Charlottesville, the Alt-Right, and the Oxford Courthouse Square, Part One

By now everyone has heard of and at least to some degree grieved over the events that took place in Charlottesville.  The city council there had voted to take down a statue of Robert E. Lee in a city park.  Groups opposed to that decision, including some associated with what has been called the “alt-right”, assembled and marched.  Counterprotesters appeared and violence ensued.

My question: what is an appropriate Christian response to these events?  They are more complicated than many are presenting it.  It’s not something that can be reduced to a simple hashtag, though some of its component parts can be.

First, the alt-right: what is it?  You can be forgiven if you don’t know.  I didn’t really understand it until earlier this year when I read this piece in The Atlantic Monthly.  According to this source (and another from The New Yorker), the term didn’t even exist until 2008.  While it is something of an umbrella term, broadly speaking the leaders of the alt-right believe in white separatism fueled by a philosophy of white supremacy.  The white race, they argue, must separate itself from other races to preserve racial purity and superiority.  Those in the movement also generally espouse conservative or libertarian political views, but those views do not take center-stage; the racial ideology does.

Richard Spencer, a leader of the Charlottesville protest and undoubtedly one of the most prominent names among the alt-right, argues for a white “ethno-state”: a nation where most if not all people share the same race, culture, ethics, and values. It’s not clear what would happen to non-white peoples in such a nation, but the following quote from The Atlantic Monthly article is telling: “I [the reporter] asked whether I, as someone who is half-Chinese but had a classical Western education, would fit within his group, and he hedged, impishly. ‘I’m a generous guy,’ [Richard Spencer] told me. ‘If you truly identify with our people, I would not have any problem with that.’ But there were genetic deal breakers. ‘A full-blooded African, no matter how wonderful he might be—I’m not sure that would really work.’”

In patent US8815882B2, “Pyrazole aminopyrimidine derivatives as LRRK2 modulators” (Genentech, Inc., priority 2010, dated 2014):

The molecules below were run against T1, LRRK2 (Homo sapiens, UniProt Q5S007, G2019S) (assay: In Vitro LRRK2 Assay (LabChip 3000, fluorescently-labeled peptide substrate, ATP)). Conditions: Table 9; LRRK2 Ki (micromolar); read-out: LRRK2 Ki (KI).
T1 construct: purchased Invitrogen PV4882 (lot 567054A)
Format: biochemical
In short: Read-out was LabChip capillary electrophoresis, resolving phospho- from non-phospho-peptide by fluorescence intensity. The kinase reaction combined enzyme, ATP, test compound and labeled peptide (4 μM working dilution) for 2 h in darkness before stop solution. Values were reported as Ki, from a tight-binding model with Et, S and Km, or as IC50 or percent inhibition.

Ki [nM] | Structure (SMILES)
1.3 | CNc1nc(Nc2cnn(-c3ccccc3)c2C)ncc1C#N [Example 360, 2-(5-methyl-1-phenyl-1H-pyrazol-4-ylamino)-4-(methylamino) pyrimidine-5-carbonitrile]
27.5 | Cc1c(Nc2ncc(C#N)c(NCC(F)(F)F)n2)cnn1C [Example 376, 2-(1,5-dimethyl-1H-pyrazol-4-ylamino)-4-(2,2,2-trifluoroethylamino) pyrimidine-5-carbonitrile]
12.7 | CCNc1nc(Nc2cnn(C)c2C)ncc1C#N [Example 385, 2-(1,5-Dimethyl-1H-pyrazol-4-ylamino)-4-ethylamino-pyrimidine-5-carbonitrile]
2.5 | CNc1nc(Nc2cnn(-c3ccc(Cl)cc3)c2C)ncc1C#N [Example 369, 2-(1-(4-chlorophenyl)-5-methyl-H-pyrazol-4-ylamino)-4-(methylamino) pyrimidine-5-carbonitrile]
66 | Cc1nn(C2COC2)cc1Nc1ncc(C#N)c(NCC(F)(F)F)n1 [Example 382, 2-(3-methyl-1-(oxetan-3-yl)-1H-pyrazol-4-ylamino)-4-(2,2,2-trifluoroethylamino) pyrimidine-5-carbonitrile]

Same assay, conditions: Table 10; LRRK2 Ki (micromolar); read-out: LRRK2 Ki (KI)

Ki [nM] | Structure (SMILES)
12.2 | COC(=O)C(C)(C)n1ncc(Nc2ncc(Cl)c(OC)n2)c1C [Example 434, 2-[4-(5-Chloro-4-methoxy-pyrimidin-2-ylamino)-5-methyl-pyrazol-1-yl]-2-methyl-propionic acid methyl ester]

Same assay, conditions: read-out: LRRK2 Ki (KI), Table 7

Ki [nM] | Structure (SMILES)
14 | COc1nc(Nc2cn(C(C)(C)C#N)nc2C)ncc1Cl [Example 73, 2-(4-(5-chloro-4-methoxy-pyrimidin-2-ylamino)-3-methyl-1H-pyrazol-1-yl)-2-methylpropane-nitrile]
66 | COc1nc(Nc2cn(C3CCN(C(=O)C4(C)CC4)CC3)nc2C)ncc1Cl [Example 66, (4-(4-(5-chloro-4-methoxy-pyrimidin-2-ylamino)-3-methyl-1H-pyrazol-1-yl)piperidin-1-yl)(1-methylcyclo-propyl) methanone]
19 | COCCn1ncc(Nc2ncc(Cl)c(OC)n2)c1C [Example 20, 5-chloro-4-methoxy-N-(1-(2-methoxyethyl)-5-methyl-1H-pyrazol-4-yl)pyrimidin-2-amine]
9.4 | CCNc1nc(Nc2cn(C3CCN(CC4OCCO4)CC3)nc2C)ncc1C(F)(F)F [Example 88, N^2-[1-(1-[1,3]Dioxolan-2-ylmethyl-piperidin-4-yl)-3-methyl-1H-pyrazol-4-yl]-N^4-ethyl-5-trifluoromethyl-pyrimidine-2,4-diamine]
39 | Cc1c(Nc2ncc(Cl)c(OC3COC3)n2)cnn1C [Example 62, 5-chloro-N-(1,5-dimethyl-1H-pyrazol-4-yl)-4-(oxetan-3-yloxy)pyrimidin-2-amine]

In light of this, how should a Christian view the alt-right ideology?  It’s simple: with hatred.

Christians are called to hate what is evil and cling to what is good (Romans 12:9).  Any belief system that argues for the superiority of one race over another amounts to sinful, evil racial pride.  We are all by nature kin, as we are all descended from Adam (Acts 17:26).  How could one race, then, be superior to others?

But Anglo Christians have all the more reason to abhor white supremacy, as it always demeans and often demonizes our brothers and sisters in Christ.  Racial pride is the very kind of pride Jesus Christ died to end (see Ephesians 2:14-18).  Moreover, it is an attack on members of our family who have a different skin tone and, like us, have been bought by the blood of Christ.

In this day it cannot be said too often: the ethnic diversity of the church is to the glory of God.  As Paul says in Colossians 3:11: “Here there is not Greek and Jew, circumcised and uncircumcised, barbarian, Scythian, slave, free; but Christ is all, and in all.”  Paul is not saying that when you become a Christian your racial and cultural attributes are erased.  It’s just those distinctions will no longer separate us.

No matter the color of your skin and no matter the language you speak, all can attend the same schools, live in the same neighborhoods, attend the same church, and be a part of the same family.  Christians must oppose any attempt to punish or segregate individuals solely on the basis of race (which is open and obvious racism) and work against any institutional or structural racism that unfairly burdens those in minority or historically oppressed groups (which is tougher to identify and remedy).  Together all believers comprise the church, and one day all who call upon the Lord Jesus Christ, regardless of our tribe, tongue, people, or nation, will gather around the throne in the new heavens and new earth to worship him.

Practically, though, what form will the Christian response to the alt-right take?

We may have to decide what that response will be sooner than we’d like.  For example, last week the editor of The Oxford Eagle, Alex McDaniel, called for removing the statue on the Courthouse Square that honors the men of Lafayette County who fought for the South during the Civil War.  What if the Board of Alderman voted to remove the statue?  What if Richard Spencer led a protest in Oxford?  How should Christians respond?  I’ll address this in a later post.



One thought on “Charlottesville, the Alt-Right, and the Oxford Courthouse Square, Part One

  1. Pingback: Charlottesville, the Alt-Right, and the Oxford Courthouse Square, Part Two – JD SHAW

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